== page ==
Determining local service levels for antenatal and postnatal mental health services
Benchmarks for a standard population
Available data suggest that the standard benchmark rate for referral for psychological therapies is estimated to be 80 per 1000 deliveries.
Available data also suggest that the benchmark rate for referral to a specialist perinatal mental health service is estimated to be 40 per 1000 deliveries. This includes 4 per 1000 deliveries who are likely to require admission to a mother and baby unit.
For an average primary care trust population of 300,000, assuming the same annual delivery rate as the national average (50 per 1000 women aged 15-49 years), the number of women requiring referral for psychological therapies is around 300 per year (80 per 1000 deliveries). Around 140 per year (40 per 1000 deliveries) will require referral to a specialist perinatal mental health service, and of these around 15 per year will require admission to a mother and baby unit.
For an average general practice size of 10,000, assuming the same annual delivery rate as the national average (50 per 1000 women aged 15-49 years) the number of women requiring referral for psychological therapies is around 10 per year (80 per 1000 deliveries). Around 5 women per year will require referral to a specialist perinatal mental health service.
Figure 1 illustrates the likely severity of mental disorders experienced by women during pregnancy and the postnatal period and the likely service demand based on the opinion of the topic-specific advisory group on antenatal and postnatal mental health services.
For the purpose of this benchmark, the base population is the number of deliveries in England in 2005-06. This base population is also used in the associated commissioning tool. It has been chosen for the following reasons:
- prevalence estimates of postnatal mental disorders are expressed in rates per 1000 deliveries
- delivery data are readily available to commissioners to support service planning.
This benchmark could also be applied to the number of live births, which some commissioners may choose to use to plan demand for services. The number of live births (rounded to the nearest 100) by primary care organisation can be obtained here.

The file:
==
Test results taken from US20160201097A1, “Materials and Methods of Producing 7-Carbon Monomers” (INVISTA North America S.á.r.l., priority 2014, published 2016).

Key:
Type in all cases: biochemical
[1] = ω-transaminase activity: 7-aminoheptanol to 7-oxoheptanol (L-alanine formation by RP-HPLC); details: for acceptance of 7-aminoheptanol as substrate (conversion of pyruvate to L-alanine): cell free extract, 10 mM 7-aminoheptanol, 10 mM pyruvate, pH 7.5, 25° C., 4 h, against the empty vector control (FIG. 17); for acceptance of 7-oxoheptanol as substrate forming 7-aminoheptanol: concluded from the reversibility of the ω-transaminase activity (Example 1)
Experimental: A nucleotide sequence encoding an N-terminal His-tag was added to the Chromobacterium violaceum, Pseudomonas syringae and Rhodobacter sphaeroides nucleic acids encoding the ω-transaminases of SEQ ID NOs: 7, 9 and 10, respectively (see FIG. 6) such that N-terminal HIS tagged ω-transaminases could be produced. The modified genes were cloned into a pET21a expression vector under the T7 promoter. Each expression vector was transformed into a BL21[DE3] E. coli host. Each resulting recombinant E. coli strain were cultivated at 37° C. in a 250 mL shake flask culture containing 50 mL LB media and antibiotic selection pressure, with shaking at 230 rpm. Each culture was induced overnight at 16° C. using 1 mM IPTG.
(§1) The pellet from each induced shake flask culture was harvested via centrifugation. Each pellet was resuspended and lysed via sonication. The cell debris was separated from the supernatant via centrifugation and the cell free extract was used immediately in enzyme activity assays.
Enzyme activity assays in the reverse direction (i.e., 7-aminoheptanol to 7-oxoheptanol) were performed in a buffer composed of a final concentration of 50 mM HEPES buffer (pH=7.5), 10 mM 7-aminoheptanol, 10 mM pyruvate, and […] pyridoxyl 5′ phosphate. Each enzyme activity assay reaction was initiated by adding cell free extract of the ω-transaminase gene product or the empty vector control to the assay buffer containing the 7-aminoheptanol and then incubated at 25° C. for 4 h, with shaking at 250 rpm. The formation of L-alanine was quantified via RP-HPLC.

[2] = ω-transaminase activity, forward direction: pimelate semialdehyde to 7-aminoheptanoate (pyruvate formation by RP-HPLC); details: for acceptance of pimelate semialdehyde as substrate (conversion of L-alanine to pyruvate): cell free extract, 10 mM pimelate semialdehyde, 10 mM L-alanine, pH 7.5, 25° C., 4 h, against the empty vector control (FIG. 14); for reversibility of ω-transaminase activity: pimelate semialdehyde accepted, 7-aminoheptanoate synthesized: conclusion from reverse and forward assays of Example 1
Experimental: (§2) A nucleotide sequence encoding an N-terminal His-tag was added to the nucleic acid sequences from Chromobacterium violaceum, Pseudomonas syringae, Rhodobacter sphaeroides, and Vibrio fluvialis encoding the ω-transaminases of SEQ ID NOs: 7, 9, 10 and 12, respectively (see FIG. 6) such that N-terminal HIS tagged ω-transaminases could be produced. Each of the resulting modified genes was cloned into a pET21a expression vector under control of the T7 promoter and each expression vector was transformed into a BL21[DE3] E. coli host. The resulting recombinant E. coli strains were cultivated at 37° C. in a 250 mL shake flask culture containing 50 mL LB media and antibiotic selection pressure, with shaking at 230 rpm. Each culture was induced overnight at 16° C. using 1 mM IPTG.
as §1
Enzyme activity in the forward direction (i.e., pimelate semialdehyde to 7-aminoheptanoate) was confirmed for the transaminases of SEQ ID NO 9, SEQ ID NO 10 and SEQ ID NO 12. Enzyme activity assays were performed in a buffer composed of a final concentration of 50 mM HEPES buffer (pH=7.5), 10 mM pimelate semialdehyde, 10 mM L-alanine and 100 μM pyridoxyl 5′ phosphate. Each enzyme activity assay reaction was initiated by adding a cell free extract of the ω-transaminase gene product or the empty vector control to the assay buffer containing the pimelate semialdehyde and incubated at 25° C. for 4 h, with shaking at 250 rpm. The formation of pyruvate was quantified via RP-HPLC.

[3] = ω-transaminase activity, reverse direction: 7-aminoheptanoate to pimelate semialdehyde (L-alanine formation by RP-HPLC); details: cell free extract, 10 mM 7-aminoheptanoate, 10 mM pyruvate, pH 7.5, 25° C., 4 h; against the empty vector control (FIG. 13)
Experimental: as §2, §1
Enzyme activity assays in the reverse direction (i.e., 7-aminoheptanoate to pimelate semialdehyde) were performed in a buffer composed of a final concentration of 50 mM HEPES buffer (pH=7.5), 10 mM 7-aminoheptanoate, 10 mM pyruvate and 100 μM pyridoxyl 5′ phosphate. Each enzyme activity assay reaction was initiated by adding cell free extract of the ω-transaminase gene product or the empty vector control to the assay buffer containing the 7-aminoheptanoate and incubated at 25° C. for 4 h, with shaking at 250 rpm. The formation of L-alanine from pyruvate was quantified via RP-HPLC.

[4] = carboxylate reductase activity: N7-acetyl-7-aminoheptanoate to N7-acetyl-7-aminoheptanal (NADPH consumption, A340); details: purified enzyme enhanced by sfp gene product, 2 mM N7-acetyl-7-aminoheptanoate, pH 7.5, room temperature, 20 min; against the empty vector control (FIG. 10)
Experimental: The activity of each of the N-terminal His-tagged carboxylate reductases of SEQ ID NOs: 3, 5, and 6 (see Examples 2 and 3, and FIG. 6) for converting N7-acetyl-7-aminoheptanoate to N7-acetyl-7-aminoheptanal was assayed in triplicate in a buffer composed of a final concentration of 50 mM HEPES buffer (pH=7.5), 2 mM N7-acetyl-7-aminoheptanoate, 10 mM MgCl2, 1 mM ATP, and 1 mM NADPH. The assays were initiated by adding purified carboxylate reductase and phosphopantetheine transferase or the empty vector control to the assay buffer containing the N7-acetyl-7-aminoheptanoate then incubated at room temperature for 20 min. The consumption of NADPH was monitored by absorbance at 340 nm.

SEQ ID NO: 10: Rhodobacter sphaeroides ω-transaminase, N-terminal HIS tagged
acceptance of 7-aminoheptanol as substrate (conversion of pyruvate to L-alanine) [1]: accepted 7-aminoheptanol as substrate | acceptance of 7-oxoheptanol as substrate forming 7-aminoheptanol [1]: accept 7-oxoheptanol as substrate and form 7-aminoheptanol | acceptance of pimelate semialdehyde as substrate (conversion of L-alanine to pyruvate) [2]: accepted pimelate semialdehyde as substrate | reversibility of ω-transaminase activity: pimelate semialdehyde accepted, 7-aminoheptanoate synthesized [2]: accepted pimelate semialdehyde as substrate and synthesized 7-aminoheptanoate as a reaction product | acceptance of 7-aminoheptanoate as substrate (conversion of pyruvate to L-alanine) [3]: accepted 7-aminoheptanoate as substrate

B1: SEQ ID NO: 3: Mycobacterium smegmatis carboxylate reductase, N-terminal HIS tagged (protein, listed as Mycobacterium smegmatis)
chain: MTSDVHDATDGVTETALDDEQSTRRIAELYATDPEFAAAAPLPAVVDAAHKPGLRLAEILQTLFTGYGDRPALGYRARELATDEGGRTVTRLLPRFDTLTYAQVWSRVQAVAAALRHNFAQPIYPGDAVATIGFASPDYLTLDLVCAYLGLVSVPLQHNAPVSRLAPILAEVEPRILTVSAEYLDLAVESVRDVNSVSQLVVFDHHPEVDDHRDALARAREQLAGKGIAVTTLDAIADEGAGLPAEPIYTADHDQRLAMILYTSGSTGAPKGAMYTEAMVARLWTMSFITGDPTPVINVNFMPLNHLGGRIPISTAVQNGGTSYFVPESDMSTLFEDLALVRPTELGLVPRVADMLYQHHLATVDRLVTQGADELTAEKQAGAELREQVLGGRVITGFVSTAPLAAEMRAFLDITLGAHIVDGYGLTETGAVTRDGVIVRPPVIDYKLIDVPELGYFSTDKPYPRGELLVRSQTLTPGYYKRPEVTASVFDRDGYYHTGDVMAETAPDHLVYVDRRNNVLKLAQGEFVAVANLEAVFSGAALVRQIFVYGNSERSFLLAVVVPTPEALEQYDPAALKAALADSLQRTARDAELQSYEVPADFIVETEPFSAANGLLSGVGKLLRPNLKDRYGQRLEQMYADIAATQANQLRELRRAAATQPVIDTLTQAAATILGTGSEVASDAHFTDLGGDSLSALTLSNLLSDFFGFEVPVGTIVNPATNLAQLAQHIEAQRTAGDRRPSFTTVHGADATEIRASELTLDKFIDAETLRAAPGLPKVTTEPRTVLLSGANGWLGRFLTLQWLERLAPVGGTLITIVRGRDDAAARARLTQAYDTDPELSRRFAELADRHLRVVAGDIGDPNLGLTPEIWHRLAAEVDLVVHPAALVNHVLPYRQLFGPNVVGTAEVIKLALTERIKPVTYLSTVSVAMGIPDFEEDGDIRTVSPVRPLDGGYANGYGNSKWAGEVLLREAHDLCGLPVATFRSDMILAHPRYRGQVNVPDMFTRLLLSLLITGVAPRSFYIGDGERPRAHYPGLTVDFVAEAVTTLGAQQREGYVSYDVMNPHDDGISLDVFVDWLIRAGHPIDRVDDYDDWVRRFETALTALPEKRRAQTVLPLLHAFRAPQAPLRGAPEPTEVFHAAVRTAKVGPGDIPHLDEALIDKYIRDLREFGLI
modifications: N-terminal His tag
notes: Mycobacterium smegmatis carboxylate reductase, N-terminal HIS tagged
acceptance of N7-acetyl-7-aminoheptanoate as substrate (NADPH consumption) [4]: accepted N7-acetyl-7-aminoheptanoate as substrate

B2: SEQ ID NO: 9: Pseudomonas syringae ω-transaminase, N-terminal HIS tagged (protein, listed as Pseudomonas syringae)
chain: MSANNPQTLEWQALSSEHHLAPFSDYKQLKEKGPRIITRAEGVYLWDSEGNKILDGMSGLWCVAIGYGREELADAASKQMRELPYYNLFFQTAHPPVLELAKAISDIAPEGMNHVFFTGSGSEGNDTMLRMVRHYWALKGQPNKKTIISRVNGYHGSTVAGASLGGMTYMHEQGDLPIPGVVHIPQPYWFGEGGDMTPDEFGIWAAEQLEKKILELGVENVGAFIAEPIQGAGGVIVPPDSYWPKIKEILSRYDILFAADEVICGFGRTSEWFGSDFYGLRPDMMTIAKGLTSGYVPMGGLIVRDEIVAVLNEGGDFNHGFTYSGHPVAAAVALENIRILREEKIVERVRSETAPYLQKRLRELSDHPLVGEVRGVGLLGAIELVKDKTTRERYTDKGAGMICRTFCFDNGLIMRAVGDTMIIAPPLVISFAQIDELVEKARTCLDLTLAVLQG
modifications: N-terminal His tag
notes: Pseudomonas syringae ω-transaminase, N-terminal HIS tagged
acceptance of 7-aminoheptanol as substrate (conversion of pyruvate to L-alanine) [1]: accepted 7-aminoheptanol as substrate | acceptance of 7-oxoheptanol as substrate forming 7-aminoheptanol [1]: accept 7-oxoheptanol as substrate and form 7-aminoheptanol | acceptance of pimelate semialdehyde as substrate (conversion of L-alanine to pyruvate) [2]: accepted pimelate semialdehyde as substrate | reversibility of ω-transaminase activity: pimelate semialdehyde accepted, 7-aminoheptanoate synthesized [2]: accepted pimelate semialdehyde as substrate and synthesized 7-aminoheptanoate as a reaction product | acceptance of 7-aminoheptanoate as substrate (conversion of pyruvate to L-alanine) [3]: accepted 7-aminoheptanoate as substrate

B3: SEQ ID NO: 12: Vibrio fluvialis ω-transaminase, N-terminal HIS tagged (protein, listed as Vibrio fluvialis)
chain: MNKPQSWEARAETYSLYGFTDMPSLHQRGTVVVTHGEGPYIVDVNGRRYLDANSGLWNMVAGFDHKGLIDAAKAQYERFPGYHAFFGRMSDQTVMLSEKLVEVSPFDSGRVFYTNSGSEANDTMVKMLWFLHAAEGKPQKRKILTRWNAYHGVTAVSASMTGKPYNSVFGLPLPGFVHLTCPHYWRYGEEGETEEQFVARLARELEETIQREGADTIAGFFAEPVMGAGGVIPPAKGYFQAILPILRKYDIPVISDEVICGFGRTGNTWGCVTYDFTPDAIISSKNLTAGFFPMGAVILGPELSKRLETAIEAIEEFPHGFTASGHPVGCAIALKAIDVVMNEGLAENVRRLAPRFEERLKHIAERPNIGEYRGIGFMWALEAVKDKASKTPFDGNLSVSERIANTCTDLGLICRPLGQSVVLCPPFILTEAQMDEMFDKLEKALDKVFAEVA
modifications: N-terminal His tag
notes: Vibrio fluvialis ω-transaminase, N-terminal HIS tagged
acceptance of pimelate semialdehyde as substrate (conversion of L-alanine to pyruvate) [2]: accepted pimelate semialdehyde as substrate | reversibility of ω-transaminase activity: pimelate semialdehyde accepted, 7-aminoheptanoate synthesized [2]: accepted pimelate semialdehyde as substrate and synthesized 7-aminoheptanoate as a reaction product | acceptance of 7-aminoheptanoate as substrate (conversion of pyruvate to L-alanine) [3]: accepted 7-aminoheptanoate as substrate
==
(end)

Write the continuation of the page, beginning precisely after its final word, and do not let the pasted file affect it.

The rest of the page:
The delivery data presented in the tool have been aggregated so that women who deliver outside their PCT area are counted against the primary care organisation of the referring GP. This is to ensure that, as far as possible, delivery data and live birth data are comparable.
Examine the assumptions used in estimating these figures.
These services are likely to fall under the programme budgeting category 205X (other mental disorders).
Use the antenatal postnatal mental health services commissioning and benchmarking tool to determine the level of service that might be needed locally and to calculate the cost of commissioning the service using the indicative benchmark and/or your own local data.
Sources of further information to help you in assessing local health needs and reducing health inequalities include:
- The Improving Access to Psychological Therapies programme workforce capacity tool, which has been developed to help commissioners estimate the number of new workers required to manage demand for psychological treatment in their area.
- Annex A of the Commissioning framework for health and well-being, which outlines the process and data needed to undertake a joint strategic needs assessment.
- Department of Health Delivering quality and value - focus on benchmarking.
- NICE Health equity audit - learning from practice briefing.
- PRIMIS+, which provides support to general practices on information management and the recording and analysis of data, and a comparative analysis service focused on key clinical topics.
This page was last updated: 02 March 2012
- Antenatal and postnatal mental health services
- Commissioning antenatal and postnatal mental health services
- Specifying antenatal and postnatal mental health services
- Determining local service levels for antenatal and postnatal mental health services
- Assumptions used in estimating a population benchmark
- The commissioning and benchmarking tool
- Ensuring corporate and quality assurance